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Economy Canadian economy gets double blow on inflation, retail trade

File photo of a gasoline station in Montreal.

Christinne Muschi/The Globe and Mail

Canada's economy slowed to stall speed at the end of 2012, putting pressure on the Bank of Canada to extend a period of ultra-low interest rates that already has been locked in for more than two years.

Retail sales plunged 2.1 per cent in December, Statistics Canada said Friday, surprising many Bay Street economists who assumed the allure of the holiday shopping season would have offset the damping effects on household spending of stagnant wages and record-levels of debt.

A separate Statscan report showed annual inflation at a mere 0.5 per cent in January, marking the smallest 12-month increase in consumer prices since October, 2009, and contributing to the prevailing sentiment that Canada's economy, once the envy of the industrial world, suddenly is standing still.

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The Canadian dollar fell 0.2 of a cent, to 97.96 cents U.S., on Friday, while the S&P/TSX composite index advanced 61.65 points to 12,701.63.

The decline in retail sales in December was the biggest in almost three years; combined with previously reported drops in wholesale sales, factory shipments and housing starts, it all but assures Canada's gross domestic product contracted in the final month of 2012.

"It's an ill omen," said David Watt, chief economist at HSBC Bank Canada in Toronto.

Statscan is scheduled to release GDP figures for December and the entire fourth quarter on March 1.

Mr. Watt said in an analysis of the retail figures that his already bleak short-term economic outlook probably now is too optimistic. He predicts Canada's economy contracted by at least 0.2 per cent in December, and that GDP grew at an annual rate of about 0.6 per cent in the fourth quarter.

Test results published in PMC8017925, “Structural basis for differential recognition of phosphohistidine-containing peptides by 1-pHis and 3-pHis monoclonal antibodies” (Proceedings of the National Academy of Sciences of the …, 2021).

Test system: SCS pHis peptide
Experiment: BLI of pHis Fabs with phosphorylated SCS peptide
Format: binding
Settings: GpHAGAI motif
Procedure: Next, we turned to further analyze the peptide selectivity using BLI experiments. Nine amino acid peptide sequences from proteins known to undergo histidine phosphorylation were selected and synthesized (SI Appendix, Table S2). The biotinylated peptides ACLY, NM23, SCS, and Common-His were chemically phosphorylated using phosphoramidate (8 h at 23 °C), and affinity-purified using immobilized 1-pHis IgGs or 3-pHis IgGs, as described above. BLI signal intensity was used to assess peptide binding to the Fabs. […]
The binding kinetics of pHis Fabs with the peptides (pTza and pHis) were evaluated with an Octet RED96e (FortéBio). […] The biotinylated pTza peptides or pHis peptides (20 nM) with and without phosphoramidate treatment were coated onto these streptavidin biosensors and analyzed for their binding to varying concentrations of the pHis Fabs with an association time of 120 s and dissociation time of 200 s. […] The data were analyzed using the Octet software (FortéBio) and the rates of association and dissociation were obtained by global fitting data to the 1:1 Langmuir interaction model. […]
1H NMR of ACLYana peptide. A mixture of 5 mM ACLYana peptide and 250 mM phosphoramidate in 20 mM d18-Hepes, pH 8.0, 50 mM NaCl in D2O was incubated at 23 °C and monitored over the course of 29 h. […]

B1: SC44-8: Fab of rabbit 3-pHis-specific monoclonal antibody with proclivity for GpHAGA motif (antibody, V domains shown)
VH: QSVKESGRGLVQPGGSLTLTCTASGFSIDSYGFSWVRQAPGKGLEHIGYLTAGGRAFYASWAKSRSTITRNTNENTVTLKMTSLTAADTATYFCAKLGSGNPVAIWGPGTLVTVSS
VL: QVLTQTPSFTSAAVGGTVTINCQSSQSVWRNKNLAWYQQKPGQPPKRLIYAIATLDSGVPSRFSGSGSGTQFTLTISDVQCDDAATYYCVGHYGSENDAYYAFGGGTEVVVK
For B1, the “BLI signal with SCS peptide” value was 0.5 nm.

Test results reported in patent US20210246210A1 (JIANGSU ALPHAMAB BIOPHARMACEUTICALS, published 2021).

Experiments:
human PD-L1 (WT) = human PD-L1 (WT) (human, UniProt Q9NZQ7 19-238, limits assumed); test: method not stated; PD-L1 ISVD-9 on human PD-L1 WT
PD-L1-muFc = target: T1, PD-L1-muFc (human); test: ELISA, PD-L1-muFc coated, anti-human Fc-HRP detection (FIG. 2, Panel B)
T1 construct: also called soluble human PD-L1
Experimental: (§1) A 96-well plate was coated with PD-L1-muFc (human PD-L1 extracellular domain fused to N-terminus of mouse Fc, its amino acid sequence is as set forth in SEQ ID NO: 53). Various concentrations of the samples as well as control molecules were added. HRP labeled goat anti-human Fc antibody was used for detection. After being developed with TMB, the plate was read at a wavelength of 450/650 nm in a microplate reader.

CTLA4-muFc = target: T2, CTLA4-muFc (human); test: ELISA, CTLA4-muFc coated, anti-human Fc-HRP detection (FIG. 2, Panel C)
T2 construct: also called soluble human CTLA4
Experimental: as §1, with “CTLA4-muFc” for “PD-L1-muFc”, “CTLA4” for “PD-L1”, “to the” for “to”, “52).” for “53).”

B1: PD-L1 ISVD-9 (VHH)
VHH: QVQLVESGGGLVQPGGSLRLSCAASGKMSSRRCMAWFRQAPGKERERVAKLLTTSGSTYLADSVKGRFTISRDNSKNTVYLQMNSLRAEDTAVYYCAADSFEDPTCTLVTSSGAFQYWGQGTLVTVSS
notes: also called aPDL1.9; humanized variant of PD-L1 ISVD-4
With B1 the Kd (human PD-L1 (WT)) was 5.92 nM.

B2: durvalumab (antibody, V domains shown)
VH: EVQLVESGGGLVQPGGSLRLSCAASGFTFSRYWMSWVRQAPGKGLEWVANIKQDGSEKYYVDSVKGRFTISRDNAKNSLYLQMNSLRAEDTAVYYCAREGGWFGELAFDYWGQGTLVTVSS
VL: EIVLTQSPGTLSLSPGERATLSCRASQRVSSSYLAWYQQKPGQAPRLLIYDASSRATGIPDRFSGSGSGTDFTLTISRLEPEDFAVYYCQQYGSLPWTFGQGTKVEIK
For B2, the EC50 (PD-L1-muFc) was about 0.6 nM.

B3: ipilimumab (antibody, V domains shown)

Such a result would confirm that Canada failed to exceed a growth rate of 2 per cent at any point last year.

That would be a weaker starting point for 2013 than the Bank of Canada was counting on only a month ago, when policy makers indicated they no longer were inclined to raise borrowing costs to deflate the housing market and curb household borrowing.

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In its latest quarterly report on the economy, the central bank estimated that Canada's economy grew at an annual rate of 1 per cent over the final three months of 2012, representing a modest rebound from 0.6 per cent in the third quarter.

The Bank of Canada said that its new projections meant an interest-rate increase was "less imminent." Most Bay Street and Wall Street analysts now say Canada's benchmark rate will stay at 1 per cent well into 2014. And Jimmy Jean, an economic strategist at Desjardins Capital Markets in Montreal, said it would be a mistake to rule out an interest-rate cut.

"We do not recollect seeing such uniformly unsightly indicators ever since the Great Recession," Mr. Jean informed clients in a research note. "Markets, with perhaps the exception of the loonie, have stubbornly failed to account for the slimmest possibility of eases, despite glaringly disappointing data."

The inflation figures leave the Bank of Canada with lots of room to manoeuvre. The central bank sets interest rates to achieve annual inflation of about 2 per cent. The 0.5 per cent rate in January is well short of the central bank's fourth-quarter inflation forecast of 1.1 per cent.

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